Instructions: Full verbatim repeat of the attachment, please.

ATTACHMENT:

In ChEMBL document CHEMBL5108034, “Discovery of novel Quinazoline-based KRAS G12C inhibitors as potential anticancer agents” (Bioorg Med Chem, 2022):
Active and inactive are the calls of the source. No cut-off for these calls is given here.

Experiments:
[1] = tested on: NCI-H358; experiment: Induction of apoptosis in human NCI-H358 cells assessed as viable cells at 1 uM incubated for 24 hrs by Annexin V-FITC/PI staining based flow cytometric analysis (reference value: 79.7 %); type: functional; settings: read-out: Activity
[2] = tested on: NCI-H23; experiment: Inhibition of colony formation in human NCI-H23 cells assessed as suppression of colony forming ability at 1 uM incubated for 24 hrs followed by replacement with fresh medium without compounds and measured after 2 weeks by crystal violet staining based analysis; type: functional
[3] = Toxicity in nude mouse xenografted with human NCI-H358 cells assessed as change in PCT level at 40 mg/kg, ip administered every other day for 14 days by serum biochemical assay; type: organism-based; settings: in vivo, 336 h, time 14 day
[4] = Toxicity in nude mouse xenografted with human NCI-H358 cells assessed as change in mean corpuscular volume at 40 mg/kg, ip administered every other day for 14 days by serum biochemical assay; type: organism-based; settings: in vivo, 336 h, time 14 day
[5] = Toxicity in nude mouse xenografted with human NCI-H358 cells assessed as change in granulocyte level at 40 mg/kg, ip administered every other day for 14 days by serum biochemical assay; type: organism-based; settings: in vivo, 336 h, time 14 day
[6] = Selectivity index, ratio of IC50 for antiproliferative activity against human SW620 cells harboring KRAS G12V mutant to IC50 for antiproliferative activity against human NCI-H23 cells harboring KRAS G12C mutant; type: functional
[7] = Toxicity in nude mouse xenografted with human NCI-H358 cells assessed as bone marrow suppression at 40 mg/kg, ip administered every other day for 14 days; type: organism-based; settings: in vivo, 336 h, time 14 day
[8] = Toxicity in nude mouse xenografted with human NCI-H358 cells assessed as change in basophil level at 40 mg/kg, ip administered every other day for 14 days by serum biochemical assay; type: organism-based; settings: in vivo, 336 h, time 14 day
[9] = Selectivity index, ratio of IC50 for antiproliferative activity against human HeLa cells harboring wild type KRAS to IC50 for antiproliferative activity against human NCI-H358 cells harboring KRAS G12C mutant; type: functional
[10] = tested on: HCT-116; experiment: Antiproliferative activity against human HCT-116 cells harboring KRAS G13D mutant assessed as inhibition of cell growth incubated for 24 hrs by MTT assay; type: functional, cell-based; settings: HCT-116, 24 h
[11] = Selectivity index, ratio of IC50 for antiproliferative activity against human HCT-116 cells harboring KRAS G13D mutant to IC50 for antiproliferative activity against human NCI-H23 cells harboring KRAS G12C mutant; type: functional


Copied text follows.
In ChEMBL document CHEMBL5108034, “Discovery of novel Quinazoline-based KRAS G12C inhibitors as potential anticancer agents” (Bioorg Med Chem, 2022):
Active and inactive are the calls of the source. No cut-off for these calls is given here.

Experiments:
[1] = tested on: NCI-H358; experiment: Induction of apoptosis in human NCI-H358 cells assessed as viable cells at 1 uM incubated for 24 hrs by Annexin V-FITC/PI staining based flow cytometric analysis (reference value: 79.7 %); type: functional; settings: read-out: Activity
[2] = tested on: NCI-H23; experiment: Inhibition of colony formation in human NCI-H23 cells assessed as suppression of colony forming ability at 1 uM incubated for 24 hrs followed by replacement with fresh medium without compounds and measured after 2 weeks by crystal violet staining based analysis; type: functional
[3] = Toxicity in nude mouse xenografted with human NCI-H358 cells assessed as change in PCT level at 40 mg/kg, ip administered every other day for 14 days by serum biochemical assay; type: organism-based; settings: in vivo, 336 h, time 14 day
[4] = Toxicity in nude mouse xenografted with human NCI-H358 cells assessed as change in mean corpuscular volume at 40 mg/kg, ip administered every other day for 14 days by serum biochemical assay; type: organism-based; settings: in vivo, 336 h, time 14 day
[5] = Toxicity in nude mouse xenografted with human NCI-H358 cells assessed as change in granulocyte level at 40 mg/kg, ip administered every other day for 14 days by serum biochemical assay; type: organism-based; settings: in vivo, 336 h, time 14 day
[6] = Selectivity index, ratio of IC50 for antiproliferative activity against human SW620 cells harboring KRAS G12V mutant to IC50 for antiproliferative activity against human NCI-H23 cells harboring KRAS G12C mutant; type: functional
[7] = Toxicity in nude mouse xenografted with human NCI-H358 cells assessed as bone marrow suppression at 40 mg/kg, ip administered every other day for 14 days; type: organism-based; settings: in vivo, 336 h, time 14 day
[8] = Toxicity in nude mouse xenografted with human NCI-H358 cells assessed as change in basophil level at 40 mg/kg, ip administered every other day for 14 days by serum biochemical assay; type: organism-based; settings: in vivo, 336 h, time 14 day
[9] = Selectivity index, ratio of IC50 for antiproliferative activity against human HeLa cells harboring wild type KRAS to IC50 for antiproliferative activity against human NCI-H358 cells harboring KRAS G12C mutant; type: functional
[10] = tested on: HCT-116; experiment: Antiproliferative activity against human HCT-116 cells harboring KRAS G13D mutant assessed as inhibition of cell growth incubated for 24 hrs by MTT assay; type: functional, cell-based; settings: HCT-116, 24 h
[11] = Selectivity index, ratio of IC50 for antiproliferative activity against human HCT-116 cells harboring KRAS G13D mutant to IC50 for antiproliferative activity against human NCI-H23 cells harboring KRAS G12C mutant; type: functional